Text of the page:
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Jennifer Weiner writes some exceedingly sad books. Everybody is always falling apart, no one is safe from complete and total devastation. There are always payoffs but you sure do have to make it through those bad times to get to the good. Her latest novel, who do you love, follows suit. It’s told from the perspective of two characters and spans their entire lives covering the moments they share and the lives they end up leading separately.

Rachel Blum and Andy Landis meet for the first time as children in the hospital Rachel frequents because she was born with a congenitive heart defect. She was literally born with a broken heart. Nowhere to go from there but up, right? Rachel meets Andy when he’s brought into the emergency room with a broken arm while on a vacation with his mother, a vacation she won in a contest. Their backgrounds could not be any more different if they were actually living on opposite sides of a train track. Rachel is a wealthy white Jewish girl from the only good part of Florida. Andy, half black and half white, is being raised by his single mother in the not-so-good part of Philadelphia. Rachel’s heart may be bad but it doesn’t stop her from being good as she cheers up Andy, a newbie to the whole hospital experience. That single moment forged a bond between them that would last a lifetime. This is their story and it’s not an easy one, but most good stories aren’t.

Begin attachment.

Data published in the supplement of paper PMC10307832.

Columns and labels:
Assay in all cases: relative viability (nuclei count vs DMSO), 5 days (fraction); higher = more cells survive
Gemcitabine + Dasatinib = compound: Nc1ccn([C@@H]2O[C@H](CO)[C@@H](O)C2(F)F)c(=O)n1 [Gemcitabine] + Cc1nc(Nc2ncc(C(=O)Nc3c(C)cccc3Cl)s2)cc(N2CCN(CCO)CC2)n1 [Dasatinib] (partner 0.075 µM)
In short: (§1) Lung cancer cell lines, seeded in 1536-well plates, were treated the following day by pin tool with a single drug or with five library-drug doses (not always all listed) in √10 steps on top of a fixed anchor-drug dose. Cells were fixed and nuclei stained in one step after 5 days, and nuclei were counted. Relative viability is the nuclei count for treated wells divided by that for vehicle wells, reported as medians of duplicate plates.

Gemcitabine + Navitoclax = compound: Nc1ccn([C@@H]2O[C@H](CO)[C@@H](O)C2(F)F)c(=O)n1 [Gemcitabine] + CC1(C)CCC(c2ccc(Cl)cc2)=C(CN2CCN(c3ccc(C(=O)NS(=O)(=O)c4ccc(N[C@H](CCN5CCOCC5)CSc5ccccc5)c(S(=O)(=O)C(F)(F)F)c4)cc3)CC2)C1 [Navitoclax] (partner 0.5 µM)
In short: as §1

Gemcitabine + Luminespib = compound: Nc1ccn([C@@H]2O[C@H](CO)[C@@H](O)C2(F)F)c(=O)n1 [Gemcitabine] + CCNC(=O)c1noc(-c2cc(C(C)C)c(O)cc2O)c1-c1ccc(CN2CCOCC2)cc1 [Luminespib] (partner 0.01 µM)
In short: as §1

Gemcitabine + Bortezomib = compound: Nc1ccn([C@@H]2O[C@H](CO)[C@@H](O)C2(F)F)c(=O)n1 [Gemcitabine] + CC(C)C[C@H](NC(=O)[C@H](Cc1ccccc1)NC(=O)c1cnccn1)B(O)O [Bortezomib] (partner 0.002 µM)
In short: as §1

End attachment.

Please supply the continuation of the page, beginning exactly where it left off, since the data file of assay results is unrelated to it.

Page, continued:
Jennifer Weiner was able to take some time to answer a couple of questions via email about this new book, and some other non-literary items of note (SOME GUILTY PLEASURES). We can unofficially call this the Jenn on Jen interview. Tonight you can see her at the Washington DC Jewish Community Center.